PREDICTING COASTAL ECOLOGICAL FUTURES IN AN ERA OF UNPRECEDENTED CHANGE

Coastal mangrove forest. Photo: Unknown.

By Dr Chris Brown 

Read Time: 314 words, about 3 minutes.

We are entering a new era of science where ecosystem change is uncharted by historical observations. Observations are the foundation of predictive science, so how can we predict a future that is outside the envelope of the environments? 

This is the question I will address in a new 2021 Australian Research Council Future Fellowship. Specifically, I will focus on predicting future change for coastal ecosystems. 

Predicting coastal ecological futures in an era of unprecedented change. Video: GLOW.

Humanities footprint on the Earth’s ecosystem has never been greater. The oceans are increasingly being industrialized, and climate change means the footprint of human economic activity now touches even the most remote ecosystems.  

Coastal ecosystems exemplify the challenges we face in managing our growing impacts. Coasts are the thin line on which much of the human population and industrial activity rests. This human activity places great pressures on coastal ecosystems, and in many places, we are losing species and the ecological functions that support human livelihoods, like fisheries.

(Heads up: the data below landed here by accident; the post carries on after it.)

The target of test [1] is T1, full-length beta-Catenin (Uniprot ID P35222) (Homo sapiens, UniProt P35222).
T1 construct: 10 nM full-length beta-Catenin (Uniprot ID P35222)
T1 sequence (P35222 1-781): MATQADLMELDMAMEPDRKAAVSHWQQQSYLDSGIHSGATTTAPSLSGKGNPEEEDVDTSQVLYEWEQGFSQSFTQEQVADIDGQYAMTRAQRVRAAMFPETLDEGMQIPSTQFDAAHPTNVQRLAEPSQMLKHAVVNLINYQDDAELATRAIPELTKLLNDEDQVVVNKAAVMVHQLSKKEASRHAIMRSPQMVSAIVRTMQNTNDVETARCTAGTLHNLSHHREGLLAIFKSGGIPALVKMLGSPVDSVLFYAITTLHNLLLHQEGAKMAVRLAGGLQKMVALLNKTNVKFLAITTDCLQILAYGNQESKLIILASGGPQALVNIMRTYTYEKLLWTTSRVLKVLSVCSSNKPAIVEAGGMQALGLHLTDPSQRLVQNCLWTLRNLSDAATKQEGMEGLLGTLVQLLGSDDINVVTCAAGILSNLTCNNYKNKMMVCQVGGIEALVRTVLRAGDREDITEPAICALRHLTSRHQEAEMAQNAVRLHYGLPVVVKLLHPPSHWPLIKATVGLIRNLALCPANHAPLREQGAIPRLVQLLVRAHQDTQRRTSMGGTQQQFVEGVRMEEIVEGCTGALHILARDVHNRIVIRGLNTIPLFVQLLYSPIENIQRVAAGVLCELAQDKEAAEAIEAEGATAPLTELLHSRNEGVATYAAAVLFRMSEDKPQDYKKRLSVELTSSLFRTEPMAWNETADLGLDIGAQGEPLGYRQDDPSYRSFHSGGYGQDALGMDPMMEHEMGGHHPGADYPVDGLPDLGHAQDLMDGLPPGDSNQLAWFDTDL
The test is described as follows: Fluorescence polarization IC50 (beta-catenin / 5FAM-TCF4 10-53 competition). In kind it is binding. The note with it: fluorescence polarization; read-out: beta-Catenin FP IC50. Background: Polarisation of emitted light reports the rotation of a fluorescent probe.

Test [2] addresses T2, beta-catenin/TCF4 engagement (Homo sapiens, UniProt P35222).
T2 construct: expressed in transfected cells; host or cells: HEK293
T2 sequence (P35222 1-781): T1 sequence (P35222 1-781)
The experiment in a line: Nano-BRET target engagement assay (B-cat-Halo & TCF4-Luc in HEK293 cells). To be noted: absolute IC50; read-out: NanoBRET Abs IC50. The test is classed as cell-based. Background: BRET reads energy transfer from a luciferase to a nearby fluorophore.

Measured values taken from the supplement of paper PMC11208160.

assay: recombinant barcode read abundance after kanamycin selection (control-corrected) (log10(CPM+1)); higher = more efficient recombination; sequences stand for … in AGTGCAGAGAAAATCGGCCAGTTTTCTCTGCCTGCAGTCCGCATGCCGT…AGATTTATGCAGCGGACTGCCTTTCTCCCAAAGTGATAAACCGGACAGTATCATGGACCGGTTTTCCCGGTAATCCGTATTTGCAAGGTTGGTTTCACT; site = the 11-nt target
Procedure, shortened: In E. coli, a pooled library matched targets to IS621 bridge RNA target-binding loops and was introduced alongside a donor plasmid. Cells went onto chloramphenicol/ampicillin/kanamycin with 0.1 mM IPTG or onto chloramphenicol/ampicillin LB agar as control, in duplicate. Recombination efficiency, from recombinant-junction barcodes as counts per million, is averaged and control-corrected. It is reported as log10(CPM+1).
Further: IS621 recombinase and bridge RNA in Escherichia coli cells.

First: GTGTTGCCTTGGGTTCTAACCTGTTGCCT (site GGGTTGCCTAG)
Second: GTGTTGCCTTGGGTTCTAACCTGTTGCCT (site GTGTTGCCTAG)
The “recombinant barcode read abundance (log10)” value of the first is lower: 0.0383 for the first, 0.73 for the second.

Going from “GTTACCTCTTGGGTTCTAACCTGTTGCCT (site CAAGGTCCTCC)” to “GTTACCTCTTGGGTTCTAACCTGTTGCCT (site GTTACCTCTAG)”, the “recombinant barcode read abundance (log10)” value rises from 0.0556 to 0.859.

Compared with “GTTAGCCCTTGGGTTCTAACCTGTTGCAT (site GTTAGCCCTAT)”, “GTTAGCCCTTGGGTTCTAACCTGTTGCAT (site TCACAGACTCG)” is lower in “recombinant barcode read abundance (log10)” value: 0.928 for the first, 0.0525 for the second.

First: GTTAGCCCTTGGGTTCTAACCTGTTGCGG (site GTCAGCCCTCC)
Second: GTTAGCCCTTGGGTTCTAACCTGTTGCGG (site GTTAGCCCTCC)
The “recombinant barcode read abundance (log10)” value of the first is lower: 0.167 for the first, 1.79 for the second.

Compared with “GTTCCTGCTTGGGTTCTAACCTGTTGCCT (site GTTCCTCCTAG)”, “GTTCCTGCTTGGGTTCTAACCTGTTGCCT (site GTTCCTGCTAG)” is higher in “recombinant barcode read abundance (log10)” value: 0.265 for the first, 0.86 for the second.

Predicting the future for coastal ecosystems is critical for creating a sustainable relationship between humanity and nature. Ecological predictions allow us to identify options for better managing our relationship with ecosystems. Reliable predictions are needed to help managers mitigate the risks of future human activities to the environment. 

In this four-year fellowship I will lead a team to develop new modelling techniques for predicting ecosystem change. Critically, I will show how we can define the limits of prediction by studying our ability to predict change in environments that have never been seen. These predictions will help us transition to a sustainable relationship with coastal ecosystems. 

PhD applications are now open

Notes:

This article was originally published on the Global Wetlands Project Official Website, you can find the original article here.

Twitter:

You can follow Dr Chris Brown on Twitter here: @bluecology

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